Carmelo Anthony’s Absence Cannot Be Overlooked and Other Impressions From Celtics’ Win Over Knicks

Jordan Crawford, Toure' MurryA win is a win. It all looks same in the standings — or not, since nobody compiles standings based on preseason games — but the Celtics finally earned an exhibition ‘W’ on Saturday, and nobody can take that away from them.

Yet while the Celtics did look better against the Knicks in New Hampshire than they did in their first three preseason games, the main reason they looked better cannot be overlooked. Carmelo Anthony, Raymond Felton and Metta World Peace all watched from the bench as Knicks coach Mike Woodson opted to give three of his key players the night off.

As a result, the Celtics did not have to deal with three players who have tormented them in recent years.

So while the Celtics did look sharper on defense, moved the ball better on offense and hit the glass better than they had all preseason, keep in mind that the Knicks were without their top scorer, their best ballhandler and one of their toughest defenders.

As impressive as a 111-81 final score looks on paper, it took a while for the Celtics to find some consistency. They opened the game on a 10-0 run that extended to 20-4, but once the Knicks got some traction they outscored the Celtics 18-8 over a five-minute stretch in the second quarter. In the third quarter, the Celtics pulled ahead by as many as 24 before letting the Knicks whittle the lead down to 13 points early in the fourth quarter.

Is this nitpicking in a 30-point preseason victory? Only if you fail to consider that the Knicks were running with a skeleton crew, while the Celtics were only without Gerald Wallace and Keith Bogans. Taking all that into account, the Celtics should win by at least 30 points under those circumstances.

Clock mismanagement

Never buy a clock in New Hampshire.

The game was held up numerous times due to issues with the game clock and shot clock, and Twitter was riddled with complaints about the faulty Internet connection at the Verizon Wireless Arena. The clock issues, combined with an absurd six technical fouls thanks to an officiating point of emphasis to enforce the delay of game rule, caused the game to have more stops and starts than the expressway at rush hour.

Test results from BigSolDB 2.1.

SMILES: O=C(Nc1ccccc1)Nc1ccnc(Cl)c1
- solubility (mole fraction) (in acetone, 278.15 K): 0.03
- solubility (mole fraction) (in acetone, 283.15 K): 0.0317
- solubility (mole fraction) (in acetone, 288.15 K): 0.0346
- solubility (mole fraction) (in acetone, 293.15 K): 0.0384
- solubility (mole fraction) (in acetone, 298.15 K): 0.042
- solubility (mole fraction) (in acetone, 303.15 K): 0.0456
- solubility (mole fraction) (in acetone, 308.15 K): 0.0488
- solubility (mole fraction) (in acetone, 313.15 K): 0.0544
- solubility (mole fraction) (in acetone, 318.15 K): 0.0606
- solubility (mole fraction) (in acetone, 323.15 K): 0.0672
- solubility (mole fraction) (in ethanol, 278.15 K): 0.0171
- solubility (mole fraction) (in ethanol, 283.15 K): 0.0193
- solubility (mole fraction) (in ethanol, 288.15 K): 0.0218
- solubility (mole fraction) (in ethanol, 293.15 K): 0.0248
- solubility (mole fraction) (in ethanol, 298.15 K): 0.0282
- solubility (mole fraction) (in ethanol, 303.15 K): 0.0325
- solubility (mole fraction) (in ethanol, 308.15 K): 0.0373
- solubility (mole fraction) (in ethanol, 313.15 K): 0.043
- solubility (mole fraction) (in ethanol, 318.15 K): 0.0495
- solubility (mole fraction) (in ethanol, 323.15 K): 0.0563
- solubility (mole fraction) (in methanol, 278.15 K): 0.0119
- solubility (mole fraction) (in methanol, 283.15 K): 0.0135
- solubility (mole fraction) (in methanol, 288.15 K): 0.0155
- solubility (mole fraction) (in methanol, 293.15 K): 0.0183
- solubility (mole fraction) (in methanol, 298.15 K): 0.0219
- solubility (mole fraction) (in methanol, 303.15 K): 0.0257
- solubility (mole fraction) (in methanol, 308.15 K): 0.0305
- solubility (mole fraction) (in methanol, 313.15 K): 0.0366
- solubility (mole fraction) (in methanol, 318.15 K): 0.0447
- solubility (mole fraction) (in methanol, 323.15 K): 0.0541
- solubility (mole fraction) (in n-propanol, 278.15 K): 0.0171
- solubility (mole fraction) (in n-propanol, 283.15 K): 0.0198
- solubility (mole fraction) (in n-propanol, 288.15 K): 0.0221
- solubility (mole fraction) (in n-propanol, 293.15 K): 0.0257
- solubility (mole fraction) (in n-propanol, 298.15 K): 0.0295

Vets show up

Three games into the preseason, incumbent veterans like Jeff Green, Brandon Bass and Courtney Lee had gotten a hard time for their underwhelming play. There were still some issues to work out, such as Green’s 3-for-12 shooting mark and Bass’ four fouls, but as a group Saturday’s game was a marked improvement.

Green was a game-high plus-24, Lee had seven points and complemented the effective backcourt of Jordan Crawford and Avery Bradley nicely and Bass assumed a big role in the defense. Bass’ focus on the non-scoring end was part of why he picked up so many fouls. He was extremely active, but he needs to work on contesting without fouling.

Backcourt bonanza

It’s amazing what Felton not playing will do for Bradley. With his arch nemesis on the sideline, Bradley played his best game of the preseason. His pull-up jump shot was effective and he had much better success bottling up Pablo Prigioni and Toure Murry than he has had against Felton.

Crawford also continued his solid play. He took five looooong 3-pointers, but he hit three of them, so I guess it was OK. He also made smart passes and on-target entry passes into the post, however. Crawford and Kelly Olynyk might be the team’s best passers, if some of their looks are ill-advised.

Thumb’s the word

Bogans missed the game with a sprained right thumb suffered while trying to draw a charge in Friday’s matchup with the Sixers. He could miss the remainder of the preseason, but since he is due roughly $5 million in guaranteed money, he is in no danger of not making the regular-season roster.

Wallace was a healthy scratch as coach Brad Stevens decided to give the 31-year-old a day off in the second game of a back-to-back. With as hard as Wallace plays, the move only made sense. Wallace is the rare player, along with possibly Kevin Garnett, who only knows how to push himself to the max when he is on the court, so it is Stevens’ job to protect him from himself.

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